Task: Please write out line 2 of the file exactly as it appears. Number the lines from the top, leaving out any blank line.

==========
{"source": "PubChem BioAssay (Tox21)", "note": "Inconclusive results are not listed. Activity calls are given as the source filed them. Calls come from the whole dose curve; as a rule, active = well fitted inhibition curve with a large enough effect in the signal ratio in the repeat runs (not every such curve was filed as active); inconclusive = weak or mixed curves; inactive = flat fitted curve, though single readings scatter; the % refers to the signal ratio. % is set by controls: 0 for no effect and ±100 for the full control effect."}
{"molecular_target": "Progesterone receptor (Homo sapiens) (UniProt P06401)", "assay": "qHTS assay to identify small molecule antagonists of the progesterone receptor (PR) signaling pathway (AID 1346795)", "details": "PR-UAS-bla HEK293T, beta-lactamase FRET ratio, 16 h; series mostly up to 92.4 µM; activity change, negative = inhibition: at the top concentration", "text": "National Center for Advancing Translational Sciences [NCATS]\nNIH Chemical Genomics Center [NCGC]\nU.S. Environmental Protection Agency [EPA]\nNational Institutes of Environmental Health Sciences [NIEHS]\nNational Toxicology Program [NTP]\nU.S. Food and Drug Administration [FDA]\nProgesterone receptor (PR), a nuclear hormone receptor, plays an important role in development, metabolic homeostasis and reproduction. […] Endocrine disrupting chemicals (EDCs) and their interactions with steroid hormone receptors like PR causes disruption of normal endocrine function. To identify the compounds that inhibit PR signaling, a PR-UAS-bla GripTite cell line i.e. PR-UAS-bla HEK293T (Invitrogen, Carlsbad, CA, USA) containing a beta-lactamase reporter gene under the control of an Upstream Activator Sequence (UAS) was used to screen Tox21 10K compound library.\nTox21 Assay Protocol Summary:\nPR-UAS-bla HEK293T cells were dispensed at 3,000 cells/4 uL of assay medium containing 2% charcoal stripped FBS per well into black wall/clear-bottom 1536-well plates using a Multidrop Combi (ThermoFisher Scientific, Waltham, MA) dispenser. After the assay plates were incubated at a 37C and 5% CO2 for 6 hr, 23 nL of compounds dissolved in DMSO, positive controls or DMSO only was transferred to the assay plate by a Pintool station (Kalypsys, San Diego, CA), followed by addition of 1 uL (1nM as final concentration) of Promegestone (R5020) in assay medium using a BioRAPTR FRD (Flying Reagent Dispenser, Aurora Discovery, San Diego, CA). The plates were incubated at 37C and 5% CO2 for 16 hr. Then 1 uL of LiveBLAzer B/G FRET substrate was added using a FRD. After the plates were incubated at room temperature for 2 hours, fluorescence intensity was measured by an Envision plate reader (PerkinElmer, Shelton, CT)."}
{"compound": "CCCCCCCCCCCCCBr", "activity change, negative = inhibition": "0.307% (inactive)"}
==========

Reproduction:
{"molecular_target": "Progesterone receptor (Homo sapiens) (UniProt P06401)", "assay": "qHTS assay to identify small molecule antagonists of the progesterone receptor (PR) signaling pathway (AID 1346795)", "details": "PR-UAS-bla HEK293T, beta-lactamase FRET ratio, 16 h; series mostly up to 92.4 µM; activity change, negative = inhibition: at the top concentration", "text": "National Center for Advancing Translational Sciences [NCATS]\nNIH Chemical Genomics Center [NCGC]\nU.S. Environmental Protection Agency [EPA]\nNational Institutes of Environmental Health Sciences [NIEHS]\nNational Toxicology Program [NTP]\nU.S. Food and Drug Administration [FDA]\nProgesterone receptor (PR), a nuclear hormone receptor, plays an important role in development, metabolic homeostasis and reproduction. […] Endocrine disrupting chemicals (EDCs) and their interactions with steroid hormone receptors like PR causes disruption of normal endocrine function. To identify the compounds that inhibit PR signaling, a PR-UAS-bla GripTite cell line i.e. PR-UAS-bla HEK293T (Invitrogen, Carlsbad, CA, USA) containing a beta-lactamase reporter gene under the control of an Upstream Activator Sequence (UAS) was used to screen Tox21 10K compound library.\nTox21 Assay Protocol Summary:\nPR-UAS-bla HEK293T cells were dispensed at 3,000 cells/4 uL of assay medium containing 2% charcoal stripped FBS per well into black wall/clear-bottom 1536-well plates using a Multidrop Combi (ThermoFisher Scientific, Waltham, MA) dispenser. After the assay plates were incubated at a 37C and 5% CO2 for 6 hr, 23 nL of compounds dissolved in DMSO, positive controls or DMSO only was transferred to the assay plate by a Pintool station (Kalypsys, San Diego, CA), followed by addition of 1 uL (1nM as final concentration) of Promegestone (R5020) in assay medium using a BioRAPTR FRD (Flying Reagent Dispenser, Aurora Discovery, San Diego, CA). The plates were incubated at 37C and 5% CO2 for 16 hr. Then 1 uL of LiveBLAzer B/G FRET substrate was added using a FRD. After the plates were incubated at room temperature for 2 hours, fluorescence intensity was measured by an Envision plate reader (PerkinElmer, Shelton, CT)."}